Hats off to home school parents! We have found that children who receive speech therapy in the public school system remain in therapy for years however this is not the case for children who learn at home. Dedicated parents are working with their children on a daily basis and they are making a difference. Our passion at bstlearning.com is to help children achieve new heights. Thanks to the parents for sent us these comments. You make our job very rewarding. “All of the sections are exactly what he needs to be focusing on.” Y.S., parent, Florida

“My son and I had a great time working on speech today. Thank you for making learning fun for him.” M.L., parent, Colorado

“I am excited because this program enables me to work with my child and I can actually see his progress.” E.B., parent and teacher, Arizona

No Apology said...

Nice work, Tutor...I come to the homeschooling blogs for inspiration. I work (as a foster grandparent volunteer) in a school for the disabled, and each child is a poem unfolding before my eyes. We must never, never lose sight of the individual, the person, being alive and worthy of all our care. If we let others keep us from that work, all is lost. I am so happy to see the homeschool concept alive and well.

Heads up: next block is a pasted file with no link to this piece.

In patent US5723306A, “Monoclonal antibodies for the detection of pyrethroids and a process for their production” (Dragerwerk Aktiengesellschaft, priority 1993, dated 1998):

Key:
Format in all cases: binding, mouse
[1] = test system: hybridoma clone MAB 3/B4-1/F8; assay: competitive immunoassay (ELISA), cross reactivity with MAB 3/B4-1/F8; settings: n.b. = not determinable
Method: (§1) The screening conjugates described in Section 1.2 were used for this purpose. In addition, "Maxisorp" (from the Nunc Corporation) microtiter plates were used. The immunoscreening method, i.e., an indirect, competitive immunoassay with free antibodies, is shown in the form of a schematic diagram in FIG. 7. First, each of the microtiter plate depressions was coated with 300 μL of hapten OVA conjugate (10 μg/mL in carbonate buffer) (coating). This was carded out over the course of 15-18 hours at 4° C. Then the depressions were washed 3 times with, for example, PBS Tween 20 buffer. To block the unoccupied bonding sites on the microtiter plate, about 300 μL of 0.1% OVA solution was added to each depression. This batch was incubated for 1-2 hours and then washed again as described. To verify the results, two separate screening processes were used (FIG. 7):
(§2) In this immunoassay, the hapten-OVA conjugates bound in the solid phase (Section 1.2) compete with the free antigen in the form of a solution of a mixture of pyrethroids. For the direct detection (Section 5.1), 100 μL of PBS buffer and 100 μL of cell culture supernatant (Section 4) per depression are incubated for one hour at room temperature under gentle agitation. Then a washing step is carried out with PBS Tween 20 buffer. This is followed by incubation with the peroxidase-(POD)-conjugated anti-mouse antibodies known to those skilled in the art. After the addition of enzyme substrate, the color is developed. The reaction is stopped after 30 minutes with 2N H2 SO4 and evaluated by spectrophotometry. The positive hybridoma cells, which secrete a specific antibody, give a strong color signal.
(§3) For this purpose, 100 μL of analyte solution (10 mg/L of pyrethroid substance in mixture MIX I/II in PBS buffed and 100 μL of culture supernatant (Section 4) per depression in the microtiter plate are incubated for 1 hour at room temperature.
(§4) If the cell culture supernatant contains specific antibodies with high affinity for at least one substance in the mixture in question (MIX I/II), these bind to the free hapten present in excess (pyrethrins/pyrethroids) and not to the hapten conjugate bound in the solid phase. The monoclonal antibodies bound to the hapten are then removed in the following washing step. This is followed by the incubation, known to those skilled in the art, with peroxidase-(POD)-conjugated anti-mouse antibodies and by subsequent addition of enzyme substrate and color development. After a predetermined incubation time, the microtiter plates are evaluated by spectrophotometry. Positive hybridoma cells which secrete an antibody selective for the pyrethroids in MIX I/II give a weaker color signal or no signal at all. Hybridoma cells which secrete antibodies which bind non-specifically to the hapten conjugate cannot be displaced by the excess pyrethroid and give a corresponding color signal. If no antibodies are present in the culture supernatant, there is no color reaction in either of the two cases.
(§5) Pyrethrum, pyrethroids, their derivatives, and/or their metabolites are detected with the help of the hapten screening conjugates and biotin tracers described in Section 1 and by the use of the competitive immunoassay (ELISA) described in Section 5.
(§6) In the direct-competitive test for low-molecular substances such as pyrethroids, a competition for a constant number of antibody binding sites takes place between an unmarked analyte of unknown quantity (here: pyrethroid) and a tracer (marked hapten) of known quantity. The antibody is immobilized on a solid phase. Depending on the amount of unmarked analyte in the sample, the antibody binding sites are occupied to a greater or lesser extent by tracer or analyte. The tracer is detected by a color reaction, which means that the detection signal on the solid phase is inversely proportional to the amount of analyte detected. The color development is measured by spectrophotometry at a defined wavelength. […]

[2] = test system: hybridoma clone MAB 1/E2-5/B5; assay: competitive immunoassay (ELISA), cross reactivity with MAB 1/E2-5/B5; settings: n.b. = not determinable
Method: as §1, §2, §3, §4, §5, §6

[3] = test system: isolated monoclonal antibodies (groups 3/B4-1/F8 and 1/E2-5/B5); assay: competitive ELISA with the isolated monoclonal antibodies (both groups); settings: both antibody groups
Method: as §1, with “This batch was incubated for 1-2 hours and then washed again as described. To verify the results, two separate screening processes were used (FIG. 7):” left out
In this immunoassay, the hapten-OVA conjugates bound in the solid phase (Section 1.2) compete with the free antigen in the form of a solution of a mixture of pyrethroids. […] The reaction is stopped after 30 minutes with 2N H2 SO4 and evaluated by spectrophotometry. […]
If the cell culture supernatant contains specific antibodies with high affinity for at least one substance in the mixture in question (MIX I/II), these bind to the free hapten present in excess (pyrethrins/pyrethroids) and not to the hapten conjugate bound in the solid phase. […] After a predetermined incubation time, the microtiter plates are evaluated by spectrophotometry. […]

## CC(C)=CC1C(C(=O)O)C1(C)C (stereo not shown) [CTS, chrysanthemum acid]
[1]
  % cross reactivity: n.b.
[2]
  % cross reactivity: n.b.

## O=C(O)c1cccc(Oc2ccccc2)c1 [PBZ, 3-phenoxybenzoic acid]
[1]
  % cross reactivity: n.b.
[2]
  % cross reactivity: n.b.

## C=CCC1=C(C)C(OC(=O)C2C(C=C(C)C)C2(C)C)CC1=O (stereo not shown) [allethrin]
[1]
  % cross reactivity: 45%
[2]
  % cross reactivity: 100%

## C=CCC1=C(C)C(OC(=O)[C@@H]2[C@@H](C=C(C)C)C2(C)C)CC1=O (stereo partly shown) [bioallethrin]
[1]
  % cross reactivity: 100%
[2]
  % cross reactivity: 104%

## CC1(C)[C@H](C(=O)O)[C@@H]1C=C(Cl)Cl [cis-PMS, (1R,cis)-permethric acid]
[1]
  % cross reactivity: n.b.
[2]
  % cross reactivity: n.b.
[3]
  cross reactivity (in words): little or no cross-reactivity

My 2 Sense said...

Wonderful Carnival. Thanks

Heather_in_WI said...

Great Carnival! I'm so impressed! Wow, I'm off to peruse....

Sprittibee said...

Lovely carnival. Love the poetry and pictures! I especially love the old schoolhouse with its vines-a-running!